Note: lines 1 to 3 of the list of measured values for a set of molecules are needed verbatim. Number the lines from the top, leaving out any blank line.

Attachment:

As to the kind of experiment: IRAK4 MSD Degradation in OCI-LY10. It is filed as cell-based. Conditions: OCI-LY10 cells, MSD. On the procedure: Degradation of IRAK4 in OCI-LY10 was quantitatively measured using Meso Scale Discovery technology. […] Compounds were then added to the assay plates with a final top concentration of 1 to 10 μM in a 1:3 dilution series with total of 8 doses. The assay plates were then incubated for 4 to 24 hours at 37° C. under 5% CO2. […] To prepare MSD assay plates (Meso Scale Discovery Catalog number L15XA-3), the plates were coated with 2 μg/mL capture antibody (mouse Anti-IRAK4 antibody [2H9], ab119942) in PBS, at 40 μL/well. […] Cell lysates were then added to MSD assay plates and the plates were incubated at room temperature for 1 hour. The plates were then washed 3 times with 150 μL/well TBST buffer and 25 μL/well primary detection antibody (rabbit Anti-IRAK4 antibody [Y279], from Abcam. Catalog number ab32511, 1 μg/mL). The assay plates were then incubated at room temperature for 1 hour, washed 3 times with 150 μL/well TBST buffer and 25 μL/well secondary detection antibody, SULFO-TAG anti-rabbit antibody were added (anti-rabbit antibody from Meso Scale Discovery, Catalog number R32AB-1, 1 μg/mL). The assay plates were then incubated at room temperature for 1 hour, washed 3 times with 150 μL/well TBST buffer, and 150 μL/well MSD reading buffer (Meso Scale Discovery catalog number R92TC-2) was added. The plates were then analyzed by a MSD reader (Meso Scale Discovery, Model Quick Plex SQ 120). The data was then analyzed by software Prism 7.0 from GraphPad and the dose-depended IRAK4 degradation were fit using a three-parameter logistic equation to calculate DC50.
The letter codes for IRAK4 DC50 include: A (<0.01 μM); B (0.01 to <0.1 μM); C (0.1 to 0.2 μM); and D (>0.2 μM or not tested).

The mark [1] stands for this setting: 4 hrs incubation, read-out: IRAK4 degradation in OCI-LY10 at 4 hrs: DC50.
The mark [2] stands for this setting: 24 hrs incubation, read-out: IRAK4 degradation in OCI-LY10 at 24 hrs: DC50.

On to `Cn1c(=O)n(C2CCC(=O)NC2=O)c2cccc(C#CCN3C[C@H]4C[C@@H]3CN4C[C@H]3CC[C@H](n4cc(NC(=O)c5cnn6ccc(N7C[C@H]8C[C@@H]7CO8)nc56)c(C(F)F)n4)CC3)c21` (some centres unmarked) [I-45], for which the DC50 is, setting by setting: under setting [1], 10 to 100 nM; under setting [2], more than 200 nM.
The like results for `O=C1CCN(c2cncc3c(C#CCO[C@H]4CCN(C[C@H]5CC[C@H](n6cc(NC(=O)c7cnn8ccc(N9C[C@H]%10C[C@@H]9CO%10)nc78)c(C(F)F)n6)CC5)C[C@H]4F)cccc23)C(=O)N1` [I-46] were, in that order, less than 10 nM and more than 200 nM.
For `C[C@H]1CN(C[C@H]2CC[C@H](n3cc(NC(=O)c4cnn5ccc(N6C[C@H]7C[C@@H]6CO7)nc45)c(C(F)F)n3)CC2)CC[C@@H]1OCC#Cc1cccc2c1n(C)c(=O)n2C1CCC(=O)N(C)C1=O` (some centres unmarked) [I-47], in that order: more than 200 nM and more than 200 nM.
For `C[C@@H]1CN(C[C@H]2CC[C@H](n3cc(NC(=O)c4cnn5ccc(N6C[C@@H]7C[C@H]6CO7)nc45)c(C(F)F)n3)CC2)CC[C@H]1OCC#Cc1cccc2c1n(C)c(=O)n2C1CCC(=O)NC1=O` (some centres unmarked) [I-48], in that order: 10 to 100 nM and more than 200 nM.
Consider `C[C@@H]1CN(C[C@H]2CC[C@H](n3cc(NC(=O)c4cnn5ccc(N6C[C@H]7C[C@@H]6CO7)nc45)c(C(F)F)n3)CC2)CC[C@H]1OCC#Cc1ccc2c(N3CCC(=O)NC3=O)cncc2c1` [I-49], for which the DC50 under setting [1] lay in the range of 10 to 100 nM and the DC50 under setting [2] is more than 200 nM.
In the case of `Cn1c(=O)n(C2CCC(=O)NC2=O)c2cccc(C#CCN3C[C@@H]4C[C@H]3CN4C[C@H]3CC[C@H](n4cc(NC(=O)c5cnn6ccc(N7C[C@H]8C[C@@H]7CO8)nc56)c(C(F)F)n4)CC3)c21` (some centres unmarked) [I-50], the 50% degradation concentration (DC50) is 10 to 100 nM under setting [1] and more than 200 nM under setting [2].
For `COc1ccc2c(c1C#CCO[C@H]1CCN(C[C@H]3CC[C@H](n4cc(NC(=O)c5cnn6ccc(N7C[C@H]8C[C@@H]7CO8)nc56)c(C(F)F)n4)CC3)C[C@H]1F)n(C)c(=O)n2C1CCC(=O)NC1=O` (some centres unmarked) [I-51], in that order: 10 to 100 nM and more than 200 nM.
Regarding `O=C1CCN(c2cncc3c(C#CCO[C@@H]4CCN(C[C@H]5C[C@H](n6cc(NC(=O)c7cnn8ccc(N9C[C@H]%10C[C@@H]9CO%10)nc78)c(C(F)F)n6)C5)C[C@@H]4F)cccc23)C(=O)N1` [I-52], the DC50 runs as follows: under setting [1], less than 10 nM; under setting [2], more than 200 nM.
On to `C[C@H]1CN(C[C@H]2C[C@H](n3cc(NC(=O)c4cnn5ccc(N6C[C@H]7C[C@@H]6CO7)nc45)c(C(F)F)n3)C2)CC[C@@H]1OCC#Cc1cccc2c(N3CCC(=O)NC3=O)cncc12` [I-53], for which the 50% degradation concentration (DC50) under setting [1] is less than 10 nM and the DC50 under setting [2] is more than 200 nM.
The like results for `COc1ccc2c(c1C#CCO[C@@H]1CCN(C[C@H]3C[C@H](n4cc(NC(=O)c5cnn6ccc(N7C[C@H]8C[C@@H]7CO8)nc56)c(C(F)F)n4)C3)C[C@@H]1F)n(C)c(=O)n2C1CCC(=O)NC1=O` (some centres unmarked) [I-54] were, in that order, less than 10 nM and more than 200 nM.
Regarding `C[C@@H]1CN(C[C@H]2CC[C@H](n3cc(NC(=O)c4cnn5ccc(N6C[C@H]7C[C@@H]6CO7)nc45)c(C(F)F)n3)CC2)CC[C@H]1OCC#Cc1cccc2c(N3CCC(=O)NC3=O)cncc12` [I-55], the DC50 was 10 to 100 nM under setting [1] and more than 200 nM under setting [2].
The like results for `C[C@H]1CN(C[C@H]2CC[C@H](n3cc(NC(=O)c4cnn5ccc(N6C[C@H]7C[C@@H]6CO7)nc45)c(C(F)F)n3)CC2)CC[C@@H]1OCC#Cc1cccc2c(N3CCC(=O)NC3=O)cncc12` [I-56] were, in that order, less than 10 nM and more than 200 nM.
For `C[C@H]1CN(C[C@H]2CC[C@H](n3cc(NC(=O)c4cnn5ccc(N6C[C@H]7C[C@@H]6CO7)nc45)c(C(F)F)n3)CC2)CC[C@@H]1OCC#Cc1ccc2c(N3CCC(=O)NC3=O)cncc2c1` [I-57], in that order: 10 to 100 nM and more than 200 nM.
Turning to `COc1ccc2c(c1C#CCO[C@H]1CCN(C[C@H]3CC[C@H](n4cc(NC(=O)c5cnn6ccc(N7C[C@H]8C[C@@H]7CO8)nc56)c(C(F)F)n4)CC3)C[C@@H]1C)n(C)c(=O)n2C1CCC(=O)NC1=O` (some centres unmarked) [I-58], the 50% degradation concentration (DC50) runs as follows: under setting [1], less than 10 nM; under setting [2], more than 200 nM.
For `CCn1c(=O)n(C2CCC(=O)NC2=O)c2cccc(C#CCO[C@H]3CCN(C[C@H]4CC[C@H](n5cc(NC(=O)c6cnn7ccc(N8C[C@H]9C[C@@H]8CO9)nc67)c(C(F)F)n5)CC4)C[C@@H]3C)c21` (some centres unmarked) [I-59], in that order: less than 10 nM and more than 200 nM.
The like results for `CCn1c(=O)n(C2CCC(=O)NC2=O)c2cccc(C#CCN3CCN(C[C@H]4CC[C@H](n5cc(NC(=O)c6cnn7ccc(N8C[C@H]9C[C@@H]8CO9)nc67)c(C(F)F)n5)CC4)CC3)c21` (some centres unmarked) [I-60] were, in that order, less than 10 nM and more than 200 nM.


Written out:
As to the kind of experiment: IRAK4 MSD Degradation in OCI-LY10. It is filed as cell-based. Conditions: OCI-LY10 cells, MSD. On the procedure: Degradation of IRAK4 in OCI-LY10 was quantitatively measured using Meso Scale Discovery technology. […] Compounds were then added to the assay plates with a final top concentration of 1 to 10 μM in a 1:3 dilution series with total of 8 doses. The assay plates were then incubated for 4 to 24 hours at 37° C. under 5% CO2. […] To prepare MSD assay plates (Meso Scale Discovery Catalog number L15XA-3), the plates were coated with 2 μg/mL capture antibody (mouse Anti-IRAK4 antibody [2H9], ab119942) in PBS, at 40 μL/well. […] Cell lysates were then added to MSD assay plates and the plates were incubated at room temperature for 1 hour. The plates were then washed 3 times with 150 μL/well TBST buffer and 25 μL/well primary detection antibody (rabbit Anti-IRAK4 antibody [Y279], from Abcam. Catalog number ab32511, 1 μg/mL). The assay plates were then incubated at room temperature for 1 hour, washed 3 times with 150 μL/well TBST buffer and 25 μL/well secondary detection antibody, SULFO-TAG anti-rabbit antibody were added (anti-rabbit antibody from Meso Scale Discovery, Catalog number R32AB-1, 1 μg/mL). The assay plates were then incubated at room temperature for 1 hour, washed 3 times with 150 μL/well TBST buffer, and 150 μL/well MSD reading buffer (Meso Scale Discovery catalog number R92TC-2) was added. The plates were then analyzed by a MSD reader (Meso Scale Discovery, Model Quick Plex SQ 120). The data was then analyzed by software Prism 7.0 from GraphPad and the dose-depended IRAK4 degradation were fit using a three-parameter logistic equation to calculate DC50.
The letter codes for IRAK4 DC50 include: A (<0.01 μM); B (0.01 to <0.1 μM); C (0.1 to 0.2 μM); and D (>0.2 μM or not tested).

The mark [1] stands for this setting: 4 hrs incubation, read-out: IRAK4 degradation in OCI-LY10 at 4 hrs: DC50.